Adam Neumann once bragged he wanted to become the world’s first trillionaire. Now he’s barely a billionaire.
SoftBank Group Corp.’s proposed rescue package of WeWork involves Neumann selling about US$1 billion of stock and getting a US$185 million consulting fee from the Japanese firm even as the deal values the struggling office-sharing company at US$8 billion, according to people familiar with the deal. That’s down from an estimated US$47 billion at the start of the year. He will leave the company’s board though he still can assign two seats.
On these terms, Neumann’s net worth would be at least US$1 billion, according to calculations by the Bloomberg Billionaires Index. While that’s a fraction of what it was on paper in January — the last time SoftBank made an investment in WeWork — it’s a remarkable return from a business that has never made a profit and seen its initial public offering spurned by skeptical investors.
A spokeswoman for Neumann declined to comment.
WeWork parent We Co.’s withdrawn prospectus sketched out ways Neumann has already monetized some of his stake. He sold hundreds of millions of dollars of stock in earlier funding rounds, according to the Wall Street Journal. He also has a US$500 million credit line — secured by WeWork shares — from UBS Group AG, JPMorgan Chase & Co. and Credit Suisse Group AG. About US$380 million was outstanding as of July 31. JPMorgan also loaned him US$97.5 million.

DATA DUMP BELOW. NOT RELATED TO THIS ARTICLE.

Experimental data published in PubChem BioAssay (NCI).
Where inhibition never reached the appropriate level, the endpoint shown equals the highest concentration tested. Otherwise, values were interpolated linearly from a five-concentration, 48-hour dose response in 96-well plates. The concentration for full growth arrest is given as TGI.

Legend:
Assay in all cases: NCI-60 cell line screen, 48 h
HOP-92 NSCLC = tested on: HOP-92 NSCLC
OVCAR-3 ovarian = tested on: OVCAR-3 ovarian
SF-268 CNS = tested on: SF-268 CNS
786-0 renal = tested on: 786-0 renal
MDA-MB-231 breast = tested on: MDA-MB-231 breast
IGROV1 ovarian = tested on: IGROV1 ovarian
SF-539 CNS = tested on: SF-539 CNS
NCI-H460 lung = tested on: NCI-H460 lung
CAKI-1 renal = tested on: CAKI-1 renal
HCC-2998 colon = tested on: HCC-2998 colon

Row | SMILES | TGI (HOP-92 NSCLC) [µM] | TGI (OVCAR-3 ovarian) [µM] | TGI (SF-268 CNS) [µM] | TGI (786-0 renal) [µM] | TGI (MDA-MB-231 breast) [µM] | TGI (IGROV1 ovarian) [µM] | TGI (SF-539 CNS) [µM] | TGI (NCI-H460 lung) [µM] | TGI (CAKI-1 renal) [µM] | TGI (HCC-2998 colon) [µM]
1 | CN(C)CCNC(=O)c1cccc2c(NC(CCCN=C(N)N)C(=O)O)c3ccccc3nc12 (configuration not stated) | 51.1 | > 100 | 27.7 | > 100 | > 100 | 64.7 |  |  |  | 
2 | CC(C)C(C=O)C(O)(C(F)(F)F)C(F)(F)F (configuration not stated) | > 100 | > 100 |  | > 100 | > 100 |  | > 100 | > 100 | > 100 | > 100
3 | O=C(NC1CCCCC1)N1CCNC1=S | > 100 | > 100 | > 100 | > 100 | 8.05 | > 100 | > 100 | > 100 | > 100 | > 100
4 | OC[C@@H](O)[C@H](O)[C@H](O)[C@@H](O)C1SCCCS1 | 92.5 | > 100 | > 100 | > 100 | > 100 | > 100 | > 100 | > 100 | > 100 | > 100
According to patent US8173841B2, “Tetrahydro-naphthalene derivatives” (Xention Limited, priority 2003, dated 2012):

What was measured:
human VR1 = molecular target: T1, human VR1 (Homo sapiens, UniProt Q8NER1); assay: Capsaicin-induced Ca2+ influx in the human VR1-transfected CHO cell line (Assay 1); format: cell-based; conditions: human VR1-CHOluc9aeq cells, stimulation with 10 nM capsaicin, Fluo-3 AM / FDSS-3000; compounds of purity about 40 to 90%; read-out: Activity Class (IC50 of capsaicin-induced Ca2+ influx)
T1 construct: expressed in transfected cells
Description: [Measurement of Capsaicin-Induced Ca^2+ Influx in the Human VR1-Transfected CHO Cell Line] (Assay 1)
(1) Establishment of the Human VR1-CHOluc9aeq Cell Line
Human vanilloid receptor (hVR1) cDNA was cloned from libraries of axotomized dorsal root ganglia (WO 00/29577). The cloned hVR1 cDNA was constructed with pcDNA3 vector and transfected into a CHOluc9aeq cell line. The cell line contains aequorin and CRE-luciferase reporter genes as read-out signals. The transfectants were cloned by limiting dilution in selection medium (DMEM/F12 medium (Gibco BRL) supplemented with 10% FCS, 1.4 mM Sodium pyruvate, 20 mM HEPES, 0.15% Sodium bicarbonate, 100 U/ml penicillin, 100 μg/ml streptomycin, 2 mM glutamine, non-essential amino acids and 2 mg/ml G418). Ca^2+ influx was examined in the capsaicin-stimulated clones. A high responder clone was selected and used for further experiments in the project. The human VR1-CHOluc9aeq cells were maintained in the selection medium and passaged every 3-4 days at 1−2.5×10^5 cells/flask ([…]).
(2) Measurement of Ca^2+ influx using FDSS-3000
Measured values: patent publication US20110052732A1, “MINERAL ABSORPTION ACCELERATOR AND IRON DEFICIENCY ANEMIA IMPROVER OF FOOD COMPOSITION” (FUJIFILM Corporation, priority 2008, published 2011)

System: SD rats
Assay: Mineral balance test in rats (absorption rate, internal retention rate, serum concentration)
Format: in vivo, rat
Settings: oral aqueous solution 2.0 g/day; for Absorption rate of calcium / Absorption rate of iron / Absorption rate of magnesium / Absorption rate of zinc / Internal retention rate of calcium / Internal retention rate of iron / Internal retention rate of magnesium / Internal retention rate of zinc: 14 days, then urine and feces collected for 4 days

That helped Neumann, 40, collect assets worthy of a billionaire at a time when most of his net worth was on paper. Over the years he bought about US$100 million of properties, including a Manhattan townhouse, a Westchester County farm and an 11-acre California estate. He also owns 10 commercial properties, four of which are leased to WeWork.
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The company’s struggles had raised questions about whether Neumann would need to pledge additional shares to secure his borrowings and how he would repay the bank loans. The credit line is scheduled to mature next September, although it may be extended at the discretion of the lenders, according to the prospectus.
The SoftBank deal, which also extends US$500 million of credit to Neumann, would give him plenty of resources to clear his debts.
WeWork had previously amassed more than US$10 billion in commitments from SoftBank, the Japanese technology and communications conglomerate led by Masayoshi Son, and appeared to be headed for a rich public offering this summer. But public investors soured on WeWork, which lost US$900 million in the first half of the year. As its estimated valuation plummeted, the company ousted Neumann as CEO and ultimately pulled the IPO paperwork.